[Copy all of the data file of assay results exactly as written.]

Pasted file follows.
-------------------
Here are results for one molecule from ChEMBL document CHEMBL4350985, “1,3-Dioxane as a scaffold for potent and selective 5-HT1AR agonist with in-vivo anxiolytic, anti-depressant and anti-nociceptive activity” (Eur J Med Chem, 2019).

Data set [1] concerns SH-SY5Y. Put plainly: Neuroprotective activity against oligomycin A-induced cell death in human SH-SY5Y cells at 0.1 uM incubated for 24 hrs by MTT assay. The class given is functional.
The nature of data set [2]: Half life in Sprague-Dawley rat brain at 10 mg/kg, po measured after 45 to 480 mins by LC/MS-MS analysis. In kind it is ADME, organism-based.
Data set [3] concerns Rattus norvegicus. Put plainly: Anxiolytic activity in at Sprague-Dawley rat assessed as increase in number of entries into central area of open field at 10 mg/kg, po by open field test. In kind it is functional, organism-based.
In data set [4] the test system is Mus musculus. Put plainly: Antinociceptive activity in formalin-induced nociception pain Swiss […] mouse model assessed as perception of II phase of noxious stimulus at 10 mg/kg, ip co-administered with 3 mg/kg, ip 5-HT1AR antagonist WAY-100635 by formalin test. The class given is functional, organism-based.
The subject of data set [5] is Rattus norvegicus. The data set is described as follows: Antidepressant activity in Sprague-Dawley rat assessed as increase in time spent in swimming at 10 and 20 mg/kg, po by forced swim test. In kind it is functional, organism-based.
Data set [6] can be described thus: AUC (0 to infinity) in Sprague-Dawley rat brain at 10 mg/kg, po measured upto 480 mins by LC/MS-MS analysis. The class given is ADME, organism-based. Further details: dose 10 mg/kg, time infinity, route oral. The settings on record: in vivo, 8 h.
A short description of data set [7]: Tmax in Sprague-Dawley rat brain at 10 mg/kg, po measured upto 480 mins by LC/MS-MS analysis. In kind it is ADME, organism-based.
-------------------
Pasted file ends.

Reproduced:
Here are results for one molecule from ChEMBL document CHEMBL4350985, “1,3-Dioxane as a scaffold for potent and selective 5-HT1AR agonist with in-vivo anxiolytic, anti-depressant and anti-nociceptive activity” (Eur J Med Chem, 2019).

Data set [1] concerns SH-SY5Y. Put plainly: Neuroprotective activity against oligomycin A-induced cell death in human SH-SY5Y cells at 0.1 uM incubated for 24 hrs by MTT assay. The class given is functional.
The nature of data set [2]: Half life in Sprague-Dawley rat brain at 10 mg/kg, po measured after 45 to 480 mins by LC/MS-MS analysis. In kind it is ADME, organism-based.
Data set [3] concerns Rattus norvegicus. Put plainly: Anxiolytic activity in at Sprague-Dawley rat assessed as increase in number of entries into central area of open field at 10 mg/kg, po by open field test. In kind it is functional, organism-based.
In data set [4] the test system is Mus musculus. Put plainly: Antinociceptive activity in formalin-induced nociception pain Swiss […] mouse model assessed as perception of II phase of noxious stimulus at 10 mg/kg, ip co-administered with 3 mg/kg, ip 5-HT1AR antagonist WAY-100635 by formalin test. The class given is functional, organism-based.
The subject of data set [5] is Rattus norvegicus. The data set is described as follows: Antidepressant activity in Sprague-Dawley rat assessed as increase in time spent in swimming at 10 and 20 mg/kg, po by forced swim test. In kind it is functional, organism-based.
Data set [6] can be described thus: AUC (0 to infinity) in Sprague-Dawley rat brain at 10 mg/kg, po measured upto 480 mins by LC/MS-MS analysis. The class given is ADME, organism-based. Further details: dose 10 mg/kg, time infinity, route oral. The settings on record: in vivo, 8 h.
A short description of data set [7]: Tmax in Sprague-Dawley rat brain at 10 mg/kg, po measured upto 480 mins by LC/MS-MS analysis. In kind it is ADME, organism-based.